Author Topic: Base Malt Mash Water Chemistry for Imperial Stout  (Read 2871 times)

Offline Dave King

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Base Malt Mash Water Chemistry for Imperial Stout
« on: August 26, 2014, 04:02:49 PM »
I'm going to be making an Imperial Stout soon, and I've been doing a 2 step mash, as per Gordon Strong's suggestion, just the base malts for most of the time (~40 min.), and then add the dark malts for the last 15 min. or so.  I'm convinced this helps the dark malt flavors, thanks, Gordon.

I recently tested my water, and am using John Palmer's spread sheet for residual alkalinity and additions calculations.  So my 1st mash is basically the same as for a light colored IPA, little acid added with those malts, but then I want the water to be right for the final beer, which would become much more acidic after the dark malts are added.  Suggestions?  Thanks,
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Offline klickitat jim

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Re: Base Malt Mash Water Chemistry for Imperial Stout
« Reply #1 on: August 26, 2014, 04:14:54 PM »
You're holding off with the dark grains, but that means you need to acidify? I would acidify with the dark grains. In other words, I would not bother with Gordons suggestion. Or not worry about the spreadsheet.
« Last Edit: August 26, 2014, 04:16:54 PM by klickitat jim »

Offline denny

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Re: Base Malt Mash Water Chemistry for Imperial Stout
« Reply #2 on: August 26, 2014, 05:08:51 PM »
I'm going to be making an Imperial Stout soon, and I've been doing a 2 step mash, as per Gordon Strong's suggestion, just the base malts for most of the time (~40 min.), and then add the dark malts for the last 15 min. or so.  I'm convinced this helps the dark malt flavors, thanks, Gordon.

I recently tested my water, and am using John Palmer's spread sheet for residual alkalinity and additions calculations.  So my 1st mash is basically the same as for a light colored IPA, little acid added with those malts, but then I want the water to be right for the final beer, which would become much more acidic after the dark malts are added.  Suggestions?  Thanks,

Dave, do you really need to hold off on the dark malts?  I've found that with the correct water adjustment I can add them right to the mash and get the same result with less hassle.  Also, with all due respect to John, I find Martin's spreadsheet much more accurate especially for dark beers.
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Offline Dave King

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Re: Base Malt Mash Water Chemistry for Imperial Stout
« Reply #3 on: August 26, 2014, 05:14:02 PM »
Jim,

Just doing a single infusion with the right water for the stout is probably my best bet, but I think I get better flavors with the 2 step, and that's just with my somewhat minerally town water.  I need to do the spread sheet for the stout, and I'll bet my water needs very little adjustment.  Thanks,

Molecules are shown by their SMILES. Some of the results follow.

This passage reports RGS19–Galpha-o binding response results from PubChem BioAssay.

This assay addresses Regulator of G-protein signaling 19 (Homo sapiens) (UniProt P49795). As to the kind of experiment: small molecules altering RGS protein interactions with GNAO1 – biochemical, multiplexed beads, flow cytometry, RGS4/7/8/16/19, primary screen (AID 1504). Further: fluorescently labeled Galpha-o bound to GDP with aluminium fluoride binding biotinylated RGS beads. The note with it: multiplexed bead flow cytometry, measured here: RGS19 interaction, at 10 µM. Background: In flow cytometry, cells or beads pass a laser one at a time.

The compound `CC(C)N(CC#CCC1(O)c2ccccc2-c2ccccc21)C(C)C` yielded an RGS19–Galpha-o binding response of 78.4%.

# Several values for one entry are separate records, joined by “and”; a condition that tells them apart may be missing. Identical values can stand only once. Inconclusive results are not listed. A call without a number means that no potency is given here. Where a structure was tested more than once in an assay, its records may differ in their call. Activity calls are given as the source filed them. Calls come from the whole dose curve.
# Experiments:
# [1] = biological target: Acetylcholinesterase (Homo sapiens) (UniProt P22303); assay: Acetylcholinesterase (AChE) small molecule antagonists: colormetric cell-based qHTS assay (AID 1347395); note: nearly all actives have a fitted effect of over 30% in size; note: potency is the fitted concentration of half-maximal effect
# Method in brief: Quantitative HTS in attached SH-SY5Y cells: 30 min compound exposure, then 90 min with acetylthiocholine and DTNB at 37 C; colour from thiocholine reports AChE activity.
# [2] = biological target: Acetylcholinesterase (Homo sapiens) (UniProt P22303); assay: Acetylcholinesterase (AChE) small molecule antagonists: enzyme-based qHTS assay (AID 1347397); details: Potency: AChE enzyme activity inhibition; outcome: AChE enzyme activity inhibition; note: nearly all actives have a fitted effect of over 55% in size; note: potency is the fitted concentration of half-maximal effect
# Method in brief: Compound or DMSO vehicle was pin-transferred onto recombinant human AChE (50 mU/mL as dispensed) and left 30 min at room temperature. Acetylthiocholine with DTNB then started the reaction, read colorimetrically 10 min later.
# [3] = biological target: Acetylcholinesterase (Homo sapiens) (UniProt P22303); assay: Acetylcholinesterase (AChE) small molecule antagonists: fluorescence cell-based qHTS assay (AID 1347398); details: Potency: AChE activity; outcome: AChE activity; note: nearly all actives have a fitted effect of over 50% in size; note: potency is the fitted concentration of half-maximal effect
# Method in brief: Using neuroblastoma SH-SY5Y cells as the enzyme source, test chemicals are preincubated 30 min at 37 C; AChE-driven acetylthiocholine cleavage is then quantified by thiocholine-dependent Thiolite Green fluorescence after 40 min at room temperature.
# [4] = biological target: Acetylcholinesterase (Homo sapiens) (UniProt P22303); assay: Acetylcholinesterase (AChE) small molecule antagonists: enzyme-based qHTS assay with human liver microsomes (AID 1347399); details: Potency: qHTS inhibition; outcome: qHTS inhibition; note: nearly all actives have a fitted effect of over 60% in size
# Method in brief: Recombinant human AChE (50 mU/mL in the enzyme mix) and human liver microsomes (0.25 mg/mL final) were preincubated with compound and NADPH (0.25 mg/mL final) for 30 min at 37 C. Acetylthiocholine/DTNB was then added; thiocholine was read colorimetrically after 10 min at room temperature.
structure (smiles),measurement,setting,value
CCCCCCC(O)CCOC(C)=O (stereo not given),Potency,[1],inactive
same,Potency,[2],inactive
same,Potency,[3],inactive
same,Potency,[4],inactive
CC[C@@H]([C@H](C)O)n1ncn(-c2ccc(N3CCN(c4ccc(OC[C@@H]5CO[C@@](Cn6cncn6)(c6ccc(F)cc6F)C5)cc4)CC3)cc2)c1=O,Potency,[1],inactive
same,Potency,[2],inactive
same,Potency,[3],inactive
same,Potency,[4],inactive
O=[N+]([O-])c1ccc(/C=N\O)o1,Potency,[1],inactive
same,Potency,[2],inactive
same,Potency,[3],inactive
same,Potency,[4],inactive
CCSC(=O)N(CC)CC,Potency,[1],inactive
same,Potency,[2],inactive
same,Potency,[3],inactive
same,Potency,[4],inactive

Denny, I started looking into Martin's method, met him at the last NHC, really nice guy, and you're among many who like his results.  Sounds like the 2 stage may not be the way to go.  Thanks,
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Offline erockrph

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Re: Base Malt Mash Water Chemistry for Imperial Stout
« Reply #4 on: August 26, 2014, 05:23:10 PM »
Jim,

Just doing a single infusion with the right water for the stout is probably my best bet, but I think I get better flavors with the 2 step, and that's just with my somewhat minerally town water.  I need to do the spread sheet for the stout, and I'll bet my water needs very little adjustment.  Thanks,

Denny, I started looking into Martin's method, met him at the last NHC, really nice guy, and you're among many who like his results.  Sounds like the 2 stage may not be the way to go.  Thanks,
I honestly think that if you get your water adjustments right in the first place and hit the right pH (I like the 5.5-5.6 range for stouts and porters), then adding your roasted grains late isn't going to gain you any advantage. The only exception is possibly a dry stout, since the target pH is a bit lower.
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Re: Base Malt Mash Water Chemistry for Imperial Stout
« Reply #5 on: August 26, 2014, 05:24:27 PM »
I honestly think that if you get your water adjustments right in the first place and hit the right pH (I like the 5.5-5.6 range for stouts and porters), then adding your roasted grains late isn't going to gain you any advantage. The only exception is possibly a dry stout, since the target pH is a bit lower.

I completely agree.  The method is a work around for not adjust9ng your water correctly.  Ooops, don't tell Gordon I said that!  :)
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Offline kramerog

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Re: Base Malt Mash Water Chemistry for Imperial Stout
« Reply #6 on: August 26, 2014, 05:34:37 PM »
If you add your dark malts to the mash at the same time as the base malts, you will likely have to add an alkaline salt in which case you can move some of the dark malts to the end of the mash so that you don't have to make large mash adjustments.  I have not seen very conclusive information on what the desired pH of the pre-boil wort should be for a stout vs beers generally.  There tends to be less astringency from adding dark malts later in the mash or in doing cold extracts.

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Re: Base Malt Mash Water Chemistry for Imperial Stout
« Reply #7 on: August 26, 2014, 05:47:14 PM »
If you add your dark malts to the mash at the same time as the base malts, you will likely have to add an alkaline salt in which case you can move some of the dark malts to the end of the mash so that you don't have to make large mash adjustments.  I have not seen very conclusive information on what the desired pH of the pre-boil wort should be for a stout vs beers generally.  There tends to be less astringency from adding dark malts later in the mash or in doing cold extracts.
In my personal experience I've seen a big improvement in my dark beers when I went from mashing in the 5.3-5.4 range up to 5.6 - the roast flavor seems to pop more without being harsh.